It would be easy to dismiss the Style Boutique franchise as Nintendo’s attempt to reach out to the rarely tapped young girl demographic; to assume that it’s a cynical series designed more to be accessible and casual because, after all, girls don’t play real games, now do they? If there is any audience demographic that has to put up with cynical nonsense from game developers, it’s the young girls.
Thankfully, the Style Boutique series does a remarkable job of confounding expectations at every turn. The games are indeed accessible, bright, and bubbly, but they are also a clear example that Nintendo respects both the taste and intelligence of its target audience. So much so that each of the Style Boutique games to date have been worthy of the attention of anyone, well beyond the target demographic, and the latest iteration is no different in this regard.
On a basic level, New Style Boutique 2: Fashion Forward is a light hearted simulation game, in which players take control of a fashion retailer and need to help dress each individual customer that enters their store according to her taste in clothes. This takes part across two core loops; the first is regular trips to the fashion markets to stock up on the latest clothing and trends. There are dozens of fictional brands, each representing a type of fashion; from the simple, no-frills, cheap wear through to the seriously gaudy, bling-heavy, R & B culture style and then on to punk, gothic, and other such alternative fashions.
There are a massive range of different types of clothing that can be stocked; from full-body dresses to jeans, socks, hats and jewelry, and it’s important to keep a good range stocked at the shop, because that’s where the second core gameplay loop comes in; the need to dress customers. Each customer comes into the shop looking for something; it could be as simple as a “green top” or it could be incredibly specific (“I want to look just like this person”). Your goal is to then filter through the catalogue that you’re carrying and find something that matches that wish. Do so, and you’ll earn cash from the transaction, which can be used to purchase more clothing.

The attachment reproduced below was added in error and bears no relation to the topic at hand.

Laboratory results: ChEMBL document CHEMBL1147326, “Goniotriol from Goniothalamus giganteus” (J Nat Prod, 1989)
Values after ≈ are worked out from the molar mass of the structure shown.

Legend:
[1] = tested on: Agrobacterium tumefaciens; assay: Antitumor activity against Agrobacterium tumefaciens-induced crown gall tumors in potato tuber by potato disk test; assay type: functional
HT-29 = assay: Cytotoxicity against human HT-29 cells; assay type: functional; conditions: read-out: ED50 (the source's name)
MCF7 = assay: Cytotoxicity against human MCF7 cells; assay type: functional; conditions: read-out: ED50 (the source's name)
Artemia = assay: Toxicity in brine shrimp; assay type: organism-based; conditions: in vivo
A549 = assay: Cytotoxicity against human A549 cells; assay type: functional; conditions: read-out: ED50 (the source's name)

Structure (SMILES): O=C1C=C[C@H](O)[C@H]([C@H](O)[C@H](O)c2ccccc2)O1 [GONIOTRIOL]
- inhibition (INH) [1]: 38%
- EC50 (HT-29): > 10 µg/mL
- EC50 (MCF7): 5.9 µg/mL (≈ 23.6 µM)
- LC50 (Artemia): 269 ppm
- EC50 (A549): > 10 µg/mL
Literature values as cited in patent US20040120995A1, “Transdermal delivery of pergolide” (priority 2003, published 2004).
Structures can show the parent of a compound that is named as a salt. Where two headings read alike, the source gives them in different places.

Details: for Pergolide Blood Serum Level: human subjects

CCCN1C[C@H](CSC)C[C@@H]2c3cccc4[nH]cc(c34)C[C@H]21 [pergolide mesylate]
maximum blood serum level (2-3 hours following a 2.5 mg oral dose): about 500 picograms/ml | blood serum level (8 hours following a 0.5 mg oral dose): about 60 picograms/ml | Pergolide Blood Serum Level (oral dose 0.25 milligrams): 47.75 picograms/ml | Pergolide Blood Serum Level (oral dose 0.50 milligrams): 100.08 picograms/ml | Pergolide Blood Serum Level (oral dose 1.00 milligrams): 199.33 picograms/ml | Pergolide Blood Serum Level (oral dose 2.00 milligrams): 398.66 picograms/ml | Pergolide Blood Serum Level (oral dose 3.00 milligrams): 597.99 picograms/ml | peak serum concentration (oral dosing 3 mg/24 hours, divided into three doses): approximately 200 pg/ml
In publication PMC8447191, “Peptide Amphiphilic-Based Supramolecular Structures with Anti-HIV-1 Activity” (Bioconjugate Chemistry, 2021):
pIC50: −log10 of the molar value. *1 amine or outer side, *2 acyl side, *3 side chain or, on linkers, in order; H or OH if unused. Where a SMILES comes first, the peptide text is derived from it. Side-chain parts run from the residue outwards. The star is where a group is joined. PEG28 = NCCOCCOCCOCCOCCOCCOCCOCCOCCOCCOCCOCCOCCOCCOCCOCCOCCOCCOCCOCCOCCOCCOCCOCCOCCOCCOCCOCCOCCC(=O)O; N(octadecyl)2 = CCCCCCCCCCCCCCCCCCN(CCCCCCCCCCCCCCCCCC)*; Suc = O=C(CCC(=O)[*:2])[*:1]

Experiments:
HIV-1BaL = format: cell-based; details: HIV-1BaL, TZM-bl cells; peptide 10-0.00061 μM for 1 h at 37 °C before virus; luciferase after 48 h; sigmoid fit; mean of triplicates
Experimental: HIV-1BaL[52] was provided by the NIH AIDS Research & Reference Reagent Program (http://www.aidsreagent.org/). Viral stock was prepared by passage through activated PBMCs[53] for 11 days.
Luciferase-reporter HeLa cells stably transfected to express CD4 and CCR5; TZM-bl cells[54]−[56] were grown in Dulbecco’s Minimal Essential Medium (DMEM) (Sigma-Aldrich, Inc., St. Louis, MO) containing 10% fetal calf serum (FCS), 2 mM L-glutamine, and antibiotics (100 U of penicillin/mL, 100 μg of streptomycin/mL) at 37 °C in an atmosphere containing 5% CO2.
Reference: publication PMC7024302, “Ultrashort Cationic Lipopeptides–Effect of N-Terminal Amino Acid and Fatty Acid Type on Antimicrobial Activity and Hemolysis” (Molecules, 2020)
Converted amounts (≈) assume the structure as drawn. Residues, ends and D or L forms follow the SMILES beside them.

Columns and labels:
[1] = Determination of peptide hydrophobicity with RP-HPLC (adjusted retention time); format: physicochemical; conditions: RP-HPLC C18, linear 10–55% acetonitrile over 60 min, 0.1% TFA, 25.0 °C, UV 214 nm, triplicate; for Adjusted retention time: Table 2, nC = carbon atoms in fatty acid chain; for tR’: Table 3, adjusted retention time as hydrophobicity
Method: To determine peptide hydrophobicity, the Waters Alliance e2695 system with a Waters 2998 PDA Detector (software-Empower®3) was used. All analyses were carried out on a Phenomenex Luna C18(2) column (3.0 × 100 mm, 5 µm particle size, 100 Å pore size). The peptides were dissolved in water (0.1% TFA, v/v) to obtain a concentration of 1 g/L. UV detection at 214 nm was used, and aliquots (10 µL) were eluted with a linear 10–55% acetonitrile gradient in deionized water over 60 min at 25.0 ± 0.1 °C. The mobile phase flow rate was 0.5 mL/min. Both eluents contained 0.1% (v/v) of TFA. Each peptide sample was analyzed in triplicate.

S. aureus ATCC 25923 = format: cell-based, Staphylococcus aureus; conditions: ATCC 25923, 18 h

There’s no significant consequence for failing to match a person’s desired clothing to stock in the inventory, so Style Boutique offers a very low stress kind of simulation, but at the same time it’s undeniably entertaining to watch the shop slowly grow and broaden its product range, to leave as many customers happy as possible, and then dress your own avatar up in the fashions on display. Because the clothing lines available change daily, there is incentive to drop in to the game at least briefly every day to refresh the product offering, and because individual transactions are over in just a few seconds each time, it’s easy to get sucked into these incredibly positive feedback loops for sessions that run into the hours. This is before you even get into the additional content beyond the two core loops, such as styling, home decorating, fashion shows, and so on.